When “failure” happens, I think it’s a good thing. Because I know that if I can fail and fail often, it means to me that I am continually learning and continually improving because my mindset is that the failures are learning opportunities as opposed to taking an “L” as something I should stay away from.

For example, my first company HNH Media, was just a commercial photography company. We worked with a lot of brands, thirty plus brands a month, and I honestly don’t remember all of them except a couple. One of them was another media company that hired me to shoot their product with food. The guy who hired me straight up said I sucked at shooting food photography and didn’t want to work with me anymore. And I got fired.

The other company was a company located in Canada, had me managing their social platforms and producing their content and after about three months, I was fired. I asked the reason for it, if I wasn’t producing for them or they didn’t like working with me and the owner simply said that I didn’t check in, didn’t feel like I was a part of the team and wanted someone who wanted to work with the company as opposed to seeking to get paid.

With both of those examples, it definitely hurt personally thinking I wasn’t good enough but the “ah-ha” moment from both of them was like, “I can fix both of those things and make my other clients better.”

My solution was to incorporate a better communication process and to make sure that my best interest with anyone that I worked with moving forward was with that company. No business owner likes to feel like they are being taken advantage of, and that certainly wasn’t my desire. So I fixed that.

And for the photography sucking at shooting food products I made it a goal that year to invest in some food products and practice shooting. It was really difficult because I hadn’t had much practice but really what I learned from that client is that I needed to practice. So I did exactly that.

I can proudly say since both of those experiences that my retention rate of maintaining clients and the percentage of how long someone works with me is much higher. And I’m talking going from one to three months to six to eight months, all by simply having better communication.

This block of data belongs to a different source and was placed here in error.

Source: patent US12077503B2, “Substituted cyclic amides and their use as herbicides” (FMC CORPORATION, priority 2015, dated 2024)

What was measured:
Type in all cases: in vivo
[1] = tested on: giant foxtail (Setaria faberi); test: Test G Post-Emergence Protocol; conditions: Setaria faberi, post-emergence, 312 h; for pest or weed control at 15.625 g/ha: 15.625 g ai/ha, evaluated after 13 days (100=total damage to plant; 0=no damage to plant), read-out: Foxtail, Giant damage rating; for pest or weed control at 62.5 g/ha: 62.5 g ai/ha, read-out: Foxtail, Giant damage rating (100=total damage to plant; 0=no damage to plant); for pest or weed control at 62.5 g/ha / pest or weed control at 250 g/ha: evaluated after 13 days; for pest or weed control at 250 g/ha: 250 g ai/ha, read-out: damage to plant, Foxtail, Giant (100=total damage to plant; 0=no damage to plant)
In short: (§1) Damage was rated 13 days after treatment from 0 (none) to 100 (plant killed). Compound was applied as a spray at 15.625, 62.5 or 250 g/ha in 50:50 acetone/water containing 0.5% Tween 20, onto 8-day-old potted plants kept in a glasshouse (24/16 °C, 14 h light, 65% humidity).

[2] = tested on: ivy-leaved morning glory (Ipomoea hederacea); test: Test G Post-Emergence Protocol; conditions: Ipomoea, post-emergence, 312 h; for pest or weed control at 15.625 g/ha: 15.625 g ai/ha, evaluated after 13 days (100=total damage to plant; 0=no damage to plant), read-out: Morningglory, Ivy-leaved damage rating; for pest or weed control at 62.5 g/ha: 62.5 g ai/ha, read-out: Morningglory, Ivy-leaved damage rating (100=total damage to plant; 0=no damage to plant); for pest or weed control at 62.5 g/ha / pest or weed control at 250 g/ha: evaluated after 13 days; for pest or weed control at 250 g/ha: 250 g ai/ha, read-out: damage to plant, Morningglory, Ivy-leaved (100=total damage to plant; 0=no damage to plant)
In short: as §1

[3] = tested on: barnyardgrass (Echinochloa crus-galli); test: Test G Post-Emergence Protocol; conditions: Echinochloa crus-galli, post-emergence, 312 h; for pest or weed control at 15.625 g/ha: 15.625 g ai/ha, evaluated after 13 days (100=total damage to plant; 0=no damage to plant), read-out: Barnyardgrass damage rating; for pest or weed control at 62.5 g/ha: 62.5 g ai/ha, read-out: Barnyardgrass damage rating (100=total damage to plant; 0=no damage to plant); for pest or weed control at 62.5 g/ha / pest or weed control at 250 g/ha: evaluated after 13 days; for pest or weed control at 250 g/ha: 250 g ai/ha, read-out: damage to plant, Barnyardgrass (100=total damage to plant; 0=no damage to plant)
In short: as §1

Since being fired for food photography skills lacking I’ve worked with companies where they specifically hired me for food photography! It’s amazing how you can take a detriment in your life and make it a positive.

To end this segment on a positive note the biggest takeaways that I want to vent and get across is that if you change your perspective a little bit from a “failure” or a loss to a learning opportunity, you can really improve yourself. The other takeaway that I want you to get from this is that no matter what stage in life you are at there’s always someone and something to learn from. 

I actively seek out learning opportunities each day, whether it’s from learning from a mistake or seeking better understanding from the exterior. If you are in a rut in life right now and don’t feel worthy of the position you are in or if the position you are seeking seems too steep like you’re not good enough for the job, embrace it! You aren’t alone. 

For every successful person there are a lot of failures and for every leader in life you look up to they were in your shoes at one point. Take it easy on yourself and understand life is ever changing. And I think the real separation from those who are “successful” to those who are in the median is the ability to “fail” at a faster rate with the filtration process that they are learning and growing through that experience.

If you enjoy these little documents of my own life and experience, feel free to sign up for our newsletter through H2Digital.co or follow my social media platforms @handshakesnhugz. If you want to read the previous article you can read it here, or if you want to start at the first episode you can read it here. Until next time, have a wonderful day and remember you are loved for who you are. You are never a failure.